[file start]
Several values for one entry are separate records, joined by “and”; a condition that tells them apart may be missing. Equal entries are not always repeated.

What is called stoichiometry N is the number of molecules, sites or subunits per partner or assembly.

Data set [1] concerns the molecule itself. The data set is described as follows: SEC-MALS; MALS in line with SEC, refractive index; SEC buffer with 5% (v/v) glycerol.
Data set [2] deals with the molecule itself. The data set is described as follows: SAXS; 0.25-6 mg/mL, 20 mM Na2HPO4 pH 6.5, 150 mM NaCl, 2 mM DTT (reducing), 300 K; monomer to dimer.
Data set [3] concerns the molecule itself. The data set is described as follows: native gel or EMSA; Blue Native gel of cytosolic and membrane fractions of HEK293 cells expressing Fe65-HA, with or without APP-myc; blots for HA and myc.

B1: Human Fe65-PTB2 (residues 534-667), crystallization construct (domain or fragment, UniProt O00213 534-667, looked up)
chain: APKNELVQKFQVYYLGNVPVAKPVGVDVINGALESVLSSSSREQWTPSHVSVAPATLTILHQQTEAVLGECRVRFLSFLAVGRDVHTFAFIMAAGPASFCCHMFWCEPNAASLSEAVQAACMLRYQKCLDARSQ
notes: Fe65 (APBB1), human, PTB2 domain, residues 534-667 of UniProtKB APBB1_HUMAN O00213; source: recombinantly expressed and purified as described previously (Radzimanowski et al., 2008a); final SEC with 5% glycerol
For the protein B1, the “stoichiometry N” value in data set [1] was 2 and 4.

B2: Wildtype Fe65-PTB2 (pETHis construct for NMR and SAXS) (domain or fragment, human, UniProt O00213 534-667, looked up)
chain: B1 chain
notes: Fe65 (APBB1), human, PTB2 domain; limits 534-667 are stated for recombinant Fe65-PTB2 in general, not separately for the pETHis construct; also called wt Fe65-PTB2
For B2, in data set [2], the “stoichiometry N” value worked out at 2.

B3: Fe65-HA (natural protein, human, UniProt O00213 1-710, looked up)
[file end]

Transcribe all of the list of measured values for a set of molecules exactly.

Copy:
Several values for one entry are separate records, joined by “and”; a condition that tells them apart may be missing. Equal entries are not always repeated.

What is called stoichiometry N is the number of molecules, sites or subunits per partner or assembly.

Data set [1] concerns the molecule itself. The data set is described as follows: SEC-MALS; MALS in line with SEC, refractive index; SEC buffer with 5% (v/v) glycerol.
Data set [2] deals with the molecule itself. The data set is described as follows: SAXS; 0.25-6 mg/mL, 20 mM Na2HPO4 pH 6.5, 150 mM NaCl, 2 mM DTT (reducing), 300 K; monomer to dimer.
Data set [3] concerns the molecule itself. The data set is described as follows: native gel or EMSA; Blue Native gel of cytosolic and membrane fractions of HEK293 cells expressing Fe65-HA, with or without APP-myc; blots for HA and myc.

B1: Human Fe65-PTB2 (residues 534-667), crystallization construct (domain or fragment, UniProt O00213 534-667, looked up)
chain: APKNELVQKFQVYYLGNVPVAKPVGVDVINGALESVLSSSSREQWTPSHVSVAPATLTILHQQTEAVLGECRVRFLSFLAVGRDVHTFAFIMAAGPASFCCHMFWCEPNAASLSEAVQAACMLRYQKCLDARSQ
notes: Fe65 (APBB1), human, PTB2 domain, residues 534-667 of UniProtKB APBB1_HUMAN O00213; source: recombinantly expressed and purified as described previously (Radzimanowski et al., 2008a); final SEC with 5% glycerol
For the protein B1, the “stoichiometry N” value in data set [1] was 2 and 4.

B2: Wildtype Fe65-PTB2 (pETHis construct for NMR and SAXS) (domain or fragment, human, UniProt O00213 534-667, looked up)
chain: B1 chain
notes: Fe65 (APBB1), human, PTB2 domain; limits 534-667 are stated for recombinant Fe65-PTB2 in general, not separately for the pETHis construct; also called wt Fe65-PTB2
For B2, in data set [2], the “stoichiometry N” value worked out at 2.

B3: Fe65-HA (natural protein, human, UniProt O00213 1-710, looked up)